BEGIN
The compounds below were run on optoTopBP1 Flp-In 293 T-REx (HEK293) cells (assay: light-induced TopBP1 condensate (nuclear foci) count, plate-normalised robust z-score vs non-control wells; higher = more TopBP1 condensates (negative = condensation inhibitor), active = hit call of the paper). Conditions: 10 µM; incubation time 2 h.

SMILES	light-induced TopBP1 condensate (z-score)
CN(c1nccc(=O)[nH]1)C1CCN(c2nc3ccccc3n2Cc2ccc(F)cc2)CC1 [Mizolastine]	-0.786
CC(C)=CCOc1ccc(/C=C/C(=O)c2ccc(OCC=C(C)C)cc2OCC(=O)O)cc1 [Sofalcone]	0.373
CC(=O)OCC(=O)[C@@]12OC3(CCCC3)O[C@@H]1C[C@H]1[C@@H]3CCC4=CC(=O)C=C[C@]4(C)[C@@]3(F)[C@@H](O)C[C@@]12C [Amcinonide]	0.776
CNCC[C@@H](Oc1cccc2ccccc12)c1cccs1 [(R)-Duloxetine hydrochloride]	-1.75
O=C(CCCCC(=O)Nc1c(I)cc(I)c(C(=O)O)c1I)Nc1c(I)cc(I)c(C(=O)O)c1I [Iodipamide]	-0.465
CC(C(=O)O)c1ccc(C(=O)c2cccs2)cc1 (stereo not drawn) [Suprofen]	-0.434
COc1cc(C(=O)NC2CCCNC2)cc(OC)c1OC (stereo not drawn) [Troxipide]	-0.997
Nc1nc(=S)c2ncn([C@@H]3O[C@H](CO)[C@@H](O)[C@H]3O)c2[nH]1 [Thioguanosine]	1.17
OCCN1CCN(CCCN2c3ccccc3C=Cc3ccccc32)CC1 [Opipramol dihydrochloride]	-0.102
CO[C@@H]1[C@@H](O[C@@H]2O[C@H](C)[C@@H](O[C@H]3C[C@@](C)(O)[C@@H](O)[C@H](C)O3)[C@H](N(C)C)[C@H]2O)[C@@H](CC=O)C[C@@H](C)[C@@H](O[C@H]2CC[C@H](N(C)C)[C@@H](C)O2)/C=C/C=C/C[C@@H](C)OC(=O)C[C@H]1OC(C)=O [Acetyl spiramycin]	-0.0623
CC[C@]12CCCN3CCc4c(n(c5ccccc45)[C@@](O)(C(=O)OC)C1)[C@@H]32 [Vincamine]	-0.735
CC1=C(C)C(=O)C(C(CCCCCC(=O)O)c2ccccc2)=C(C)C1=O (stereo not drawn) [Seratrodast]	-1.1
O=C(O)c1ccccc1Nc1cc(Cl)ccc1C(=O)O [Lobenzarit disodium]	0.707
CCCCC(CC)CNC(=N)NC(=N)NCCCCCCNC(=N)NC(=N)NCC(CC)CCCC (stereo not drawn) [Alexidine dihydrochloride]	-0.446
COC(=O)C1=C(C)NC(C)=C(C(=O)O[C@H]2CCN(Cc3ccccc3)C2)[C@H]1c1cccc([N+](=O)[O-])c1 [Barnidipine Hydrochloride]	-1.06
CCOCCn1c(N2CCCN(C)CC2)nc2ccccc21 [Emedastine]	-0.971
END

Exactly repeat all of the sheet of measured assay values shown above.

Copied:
The compounds below were run on optoTopBP1 Flp-In 293 T-REx (HEK293) cells (assay: light-induced TopBP1 condensate (nuclear foci) count, plate-normalised robust z-score vs non-control wells; higher = more TopBP1 condensates (negative = condensation inhibitor), active = hit call of the paper). Conditions: 10 µM; incubation time 2 h.

SMILES	light-induced TopBP1 condensate (z-score)
CN(c1nccc(=O)[nH]1)C1CCN(c2nc3ccccc3n2Cc2ccc(F)cc2)CC1 [Mizolastine]	-0.786
CC(C)=CCOc1ccc(/C=C/C(=O)c2ccc(OCC=C(C)C)cc2OCC(=O)O)cc1 [Sofalcone]	0.373
CC(=O)OCC(=O)[C@@]12OC3(CCCC3)O[C@@H]1C[C@H]1[C@@H]3CCC4=CC(=O)C=C[C@]4(C)[C@@]3(F)[C@@H](O)C[C@@]12C [Amcinonide]	0.776
CNCC[C@@H](Oc1cccc2ccccc12)c1cccs1 [(R)-Duloxetine hydrochloride]	-1.75
O=C(CCCCC(=O)Nc1c(I)cc(I)c(C(=O)O)c1I)Nc1c(I)cc(I)c(C(=O)O)c1I [Iodipamide]	-0.465
CC(C(=O)O)c1ccc(C(=O)c2cccs2)cc1 (stereo not drawn) [Suprofen]	-0.434
COc1cc(C(=O)NC2CCCNC2)cc(OC)c1OC (stereo not drawn) [Troxipide]	-0.997
Nc1nc(=S)c2ncn([C@@H]3O[C@H](CO)[C@@H](O)[C@H]3O)c2[nH]1 [Thioguanosine]	1.17
OCCN1CCN(CCCN2c3ccccc3C=Cc3ccccc32)CC1 [Opipramol dihydrochloride]	-0.102
CO[C@@H]1[C@@H](O[C@@H]2O[C@H](C)[C@@H](O[C@H]3C[C@@](C)(O)[C@@H](O)[C@H](C)O3)[C@H](N(C)C)[C@H]2O)[C@@H](CC=O)C[C@@H](C)[C@@H](O[C@H]2CC[C@H](N(C)C)[C@@H](C)O2)/C=C/C=C/C[C@@H](C)OC(=O)C[C@H]1OC(C)=O [Acetyl spiramycin]	-0.0623
CC[C@]12CCCN3CCc4c(n(c5ccccc45)[C@@](O)(C(=O)OC)C1)[C@@H]32 [Vincamine]	-0.735
CC1=C(C)C(=O)C(C(CCCCCC(=O)O)c2ccccc2)=C(C)C1=O (stereo not drawn) [Seratrodast]	-1.1
O=C(O)c1ccccc1Nc1cc(Cl)ccc1C(=O)O [Lobenzarit disodium]	0.707
CCCCC(CC)CNC(=N)NC(=N)NCCCCCCNC(=N)NC(=N)NCC(CC)CCCC (stereo not drawn) [Alexidine dihydrochloride]	-0.446
COC(=O)C1=C(C)NC(C)=C(C(=O)O[C@H]2CCN(Cc3ccccc3)C2)[C@H]1c1cccc([N+](=O)[O-])c1 [Barnidipine Hydrochloride]	-1.06
CCOCCn1c(N2CCCN(C)CC2)nc2ccccc21 [Emedastine]	-0.971